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December 21, 2008

Unexpected Gifts

Bluewater A damp and cold Tuesday, the last day of the semester, which meant I was lugging home two bags full of student papers. I’d spent the day in my office listening to student woes: my grandmother died (“they do that a lot this time of year,” murmurs the cynic in my head); my roommate and I have been fighting; I didn’t mean to plagiarize; could I please have an extension...on and on and on.  At home, we’d been passing around a nasty stomach bug, which had attacked me all day Monday, and now I was ready to eat something but nothing sounded right ... in short, by Tuesday evening, I was grumpy, cold, and hungry - utterly devoid of holiday spirit.

To make matters worse, I had to pick Caleb up at nursery school, which meant slogging through the after-work crowds in Union Square, and walking past Blue Water Grill, which sits on the edge of the Square and has big windows looking out onto 16th street. Walking past the restaurant, especially in the winter dark, I always want to press my nose against the glass and gaze inside, past the blue-lit Christmas trees that decorate the terrace. Who are those people, lounging inside at 5 o’clock on a weekday? They look so relaxed, with their cocktails and towers of oysters on the table in front of them. Why aren’t those people rushing through the streets to pick up children, thinking about what to cook for dinner, wondering if it’s a bad thing to serve hot dogs again (hey, it’s a whole-wheat bun!)...Why can't I be sitting inside that golden glow, ordering another glass of wine, maybe a few shrimp? Funny thing is that the food there isn't actually that great – but Husband and I go there anyway on our rare nights out, simply because the place exists in our minds as the site of a fantasy life-of-leisure that we don’t have.

Sighing, I continue on to Caleb’s school, wishing I’d brought an umbrella, or at least remembered my gloves. Then up the elevator to the school, collect child, lunchbox, artwork, stroller, hats, mittens; back down the elevator, outside to the cold and wet. The city seems more inhospitable by the minute and Caleb seems to have picked up on my mood, because he’s complaining that it should snow, he wants it to snow now.

Holidaymkt1We set off back through Union Square, where I intend to swerve to avoid the Union Square Holiday Market – red-and-white stalls for small-scale merchants that run from day after Thanksgiving until Christmas. Sometimes it’s festive – but on other days, like this one, it just feels like more crowds and noise. Caleb begs to walk through the stalls, however, and wins the battle by claiming he wants to find a present for his two-year-old cousin. I give in, warning that we’re only looking, not buying. He claims to understand (I’m dubious) and we meander onwards. Amazingly, he really does understand: we debate whether his cousin is old enough for finger puppets (he decides no), whether she would like a kite (not enough room to fly it inside, he says, and too cold for outside), and then he sees a little batik-printed dress, blue with lavender hearts. “Perfect!” he says, pointing. “And I want a shirt the same with hearts. Liam too.” Okay, so lavender hearts might not be the fashion choice of his third-grade brother, but I’m willing to take the chance and we decide to come back “next day” and make our purchases.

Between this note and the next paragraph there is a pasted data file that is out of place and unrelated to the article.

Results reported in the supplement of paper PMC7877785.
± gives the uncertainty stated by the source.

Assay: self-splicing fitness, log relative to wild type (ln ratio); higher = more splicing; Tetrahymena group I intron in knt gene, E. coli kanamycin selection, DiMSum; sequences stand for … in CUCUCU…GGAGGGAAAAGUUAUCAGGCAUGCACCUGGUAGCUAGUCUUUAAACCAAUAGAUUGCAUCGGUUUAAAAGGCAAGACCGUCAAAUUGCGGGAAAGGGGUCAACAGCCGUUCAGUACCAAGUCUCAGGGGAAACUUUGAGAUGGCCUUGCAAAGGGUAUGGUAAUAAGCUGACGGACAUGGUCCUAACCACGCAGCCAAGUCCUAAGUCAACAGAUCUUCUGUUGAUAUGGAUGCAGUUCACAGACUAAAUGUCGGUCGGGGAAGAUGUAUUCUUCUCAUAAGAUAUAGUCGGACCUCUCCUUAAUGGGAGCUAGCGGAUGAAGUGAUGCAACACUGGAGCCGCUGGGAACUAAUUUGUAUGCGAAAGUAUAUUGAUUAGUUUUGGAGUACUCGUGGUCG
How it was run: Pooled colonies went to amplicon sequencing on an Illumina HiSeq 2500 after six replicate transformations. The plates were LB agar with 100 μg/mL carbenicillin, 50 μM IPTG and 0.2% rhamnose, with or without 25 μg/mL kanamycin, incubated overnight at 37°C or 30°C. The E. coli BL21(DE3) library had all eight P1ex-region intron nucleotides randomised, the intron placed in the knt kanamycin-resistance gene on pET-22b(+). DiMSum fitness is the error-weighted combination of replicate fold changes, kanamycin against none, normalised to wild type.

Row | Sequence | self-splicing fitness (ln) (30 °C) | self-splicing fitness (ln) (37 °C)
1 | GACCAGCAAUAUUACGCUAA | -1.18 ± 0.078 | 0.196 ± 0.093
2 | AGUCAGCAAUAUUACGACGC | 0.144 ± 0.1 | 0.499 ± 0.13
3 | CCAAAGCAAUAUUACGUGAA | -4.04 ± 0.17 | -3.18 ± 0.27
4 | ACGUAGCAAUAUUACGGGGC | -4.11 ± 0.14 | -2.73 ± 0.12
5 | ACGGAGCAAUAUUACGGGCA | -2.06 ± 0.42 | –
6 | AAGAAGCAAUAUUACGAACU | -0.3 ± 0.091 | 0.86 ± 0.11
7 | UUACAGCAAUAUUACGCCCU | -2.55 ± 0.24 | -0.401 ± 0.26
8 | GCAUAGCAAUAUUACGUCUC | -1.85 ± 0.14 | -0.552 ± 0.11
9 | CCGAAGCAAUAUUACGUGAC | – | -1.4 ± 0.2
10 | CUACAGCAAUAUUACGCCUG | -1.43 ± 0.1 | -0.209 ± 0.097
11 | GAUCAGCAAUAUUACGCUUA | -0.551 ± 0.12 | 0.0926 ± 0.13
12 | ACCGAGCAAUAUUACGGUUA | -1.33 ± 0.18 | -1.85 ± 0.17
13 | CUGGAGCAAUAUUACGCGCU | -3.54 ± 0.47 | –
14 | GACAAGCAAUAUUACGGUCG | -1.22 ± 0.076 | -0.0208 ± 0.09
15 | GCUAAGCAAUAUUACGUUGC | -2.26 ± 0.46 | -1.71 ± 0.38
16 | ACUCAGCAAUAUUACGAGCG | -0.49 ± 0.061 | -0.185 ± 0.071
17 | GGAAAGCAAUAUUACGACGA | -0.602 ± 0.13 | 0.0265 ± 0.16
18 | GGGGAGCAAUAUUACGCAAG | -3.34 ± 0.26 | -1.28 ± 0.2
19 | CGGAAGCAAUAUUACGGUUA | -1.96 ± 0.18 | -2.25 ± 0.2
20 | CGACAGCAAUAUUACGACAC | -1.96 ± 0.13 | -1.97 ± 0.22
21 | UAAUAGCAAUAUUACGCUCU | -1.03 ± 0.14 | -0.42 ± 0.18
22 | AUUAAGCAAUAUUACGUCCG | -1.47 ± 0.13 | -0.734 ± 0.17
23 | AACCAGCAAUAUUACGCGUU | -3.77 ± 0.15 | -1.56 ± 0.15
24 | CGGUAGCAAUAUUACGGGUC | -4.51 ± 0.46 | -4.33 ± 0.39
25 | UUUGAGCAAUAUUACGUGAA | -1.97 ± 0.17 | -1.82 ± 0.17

Maybe it’s Caleb’s good cheer, but my mood starts to lift: the lights strung along the top of the booths now seem romantic instead of tacky, and the drizzle creates a kind of Hollywood shimmer around everything. Then through the crowd, we catch the sound of actual singing – not piped-in carols, but live voices. Caleb loves music, so we push through to the pavilion above the subway entrance and standing there is an a cappella group - college kids, it looks like - singing carols and creating intricate harmonies around old favorite songs. Caleb is entranced and we stand there for almost ten minutes, until the group finishes their set. I dig a few dollars out of my wallet and Caleb drops the money in the hat that they're passing around.

Okay, maybe those kids will use the money to go buy beer, but the singing was lovely, nevertheless. I'd thought that what I needed to feel “holiday-ish” was time in an upscale restaurant but as often happens, the city seemed to know better. I’d needed a different kind of interlude: unexpected music and Caleb’s mittened hand tucked in mine.

As we walked home, Caleb pointed up at the streetlights. “Look, mommy, snow!”

This is an original post to NYC Moms Blog. Deborah Quinn lives near Union Square and also blogs at http://www.mannahattamamma.com


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